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Christian Politics and the Purpose of Government

QUESTION: Christian Politics – The Purpose of Government


According to the Biblical Christian worldview, human government was instituted by God to protect our unalienable rights from our own selfish tendencies (Genesis 9:6; Romans 13:1–7). Human nature is capable of both vice and virtue. We know our tendency to infringe on our neighbor’s rights in an effort to improve our own life. Therefore, we know government and political systems must exist to protect our rights and to keep our evil tendencies at bay. Protecting human rights of life, liberty, property, work, rest, worship, a free press, etc., from those who would diminish them means promoting justice. E. Calvin Beisner says justice and truth are interrelated, for justice is the practice of truth in human relationships; he concludes, “[J]ustice is rendering to each his due according to a right standard.”1 The right standard is God’s moral order, which is based on the very character of God. This standard insists that the innocent citizens of society be protected from evil—rapists, murderers, child molesters, thieves, liars, drug runners, sex traffickers, dishonest tax collectors, adulterers, etc.

Christian Politics – Justice is the Reason for Government
Christians see justice as the principal reason for the state’s existence. The Christian view of justice is founded on a belief in God as the absolute guarantor of our unalienable rights. Thus, promoting justice becomes more important than any other aspect of government. R.J. Rushdoony is correct in his assertion that whether we “can vote or not is not nearly as important as the question of justice: does the law leave [us] secure in [our] governmental spheres, as an individual, a family, church, school, or business?”2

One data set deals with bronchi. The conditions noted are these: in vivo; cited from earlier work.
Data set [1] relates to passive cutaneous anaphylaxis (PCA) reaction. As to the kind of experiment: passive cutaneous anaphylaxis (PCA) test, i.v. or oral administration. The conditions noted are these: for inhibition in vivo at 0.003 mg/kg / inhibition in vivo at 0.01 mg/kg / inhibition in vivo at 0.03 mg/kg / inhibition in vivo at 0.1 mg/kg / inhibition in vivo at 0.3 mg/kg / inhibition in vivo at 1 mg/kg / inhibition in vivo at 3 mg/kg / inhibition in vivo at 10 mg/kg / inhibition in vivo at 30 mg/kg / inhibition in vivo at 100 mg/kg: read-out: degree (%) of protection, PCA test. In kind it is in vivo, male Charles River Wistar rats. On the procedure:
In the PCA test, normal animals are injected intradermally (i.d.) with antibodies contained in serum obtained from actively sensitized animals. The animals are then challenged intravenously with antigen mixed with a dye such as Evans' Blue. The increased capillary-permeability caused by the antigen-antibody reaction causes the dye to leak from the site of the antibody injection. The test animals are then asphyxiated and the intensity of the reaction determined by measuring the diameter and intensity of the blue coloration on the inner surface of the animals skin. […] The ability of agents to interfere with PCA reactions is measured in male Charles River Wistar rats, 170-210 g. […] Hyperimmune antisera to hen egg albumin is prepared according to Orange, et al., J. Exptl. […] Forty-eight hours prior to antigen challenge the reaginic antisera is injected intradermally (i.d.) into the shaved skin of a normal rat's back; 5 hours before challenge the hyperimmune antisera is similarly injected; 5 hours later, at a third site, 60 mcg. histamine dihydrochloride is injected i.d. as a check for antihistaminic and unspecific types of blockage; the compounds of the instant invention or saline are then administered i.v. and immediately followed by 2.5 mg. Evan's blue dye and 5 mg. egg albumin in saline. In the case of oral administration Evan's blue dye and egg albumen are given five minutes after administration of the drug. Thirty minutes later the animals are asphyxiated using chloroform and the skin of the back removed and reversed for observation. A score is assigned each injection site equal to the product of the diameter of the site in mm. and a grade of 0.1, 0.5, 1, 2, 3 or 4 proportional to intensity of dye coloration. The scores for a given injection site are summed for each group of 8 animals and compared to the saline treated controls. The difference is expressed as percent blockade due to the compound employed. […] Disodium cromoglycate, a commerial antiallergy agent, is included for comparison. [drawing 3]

Government, therefore, has limited responsibility. The state must never assume the responsibilities of other institutions, including those of church and family. The church’s responsibility is to manifest God’s love and grace on the earth. The family’s responsibility is to manifest God’s community and creativity, including procreativity. These three God-ordained institutions—government, church, and family—are limited by their own definition as well as the definitions of the other two. Because government is an institution of justice, not of grace, community, or creativity, it should not interfere with freedom of religion, attempt to dispense grace through tax-funded handouts, control family size, interfere in the raising of children (including their education), or control the economy. Government has its role, and it should allow other God-ordained institutions the freedom to perform their roles as well.


Rendered with permission from the book,Understanding the Times: The Collision of Today’s Competing Worldviews(Rev. 2nd ed), David Noebel, Summit Press, 2006. Compliments of John Stonestreet, David Noebel, and the Christian Worldview Ministry at Summit Ministries. All rights reserved in the original.

1 E. Calvin Beisner, Prosperity and Poverty: The Compassionate Use of Resources in a World of Scarcity (Westchester, IL: Crossway Books, 1988), 45.
2 R.J. Rushdoony, Politics of Guilt and Pity (Fairfax, VA: Thoburn Press, 1978), 239.

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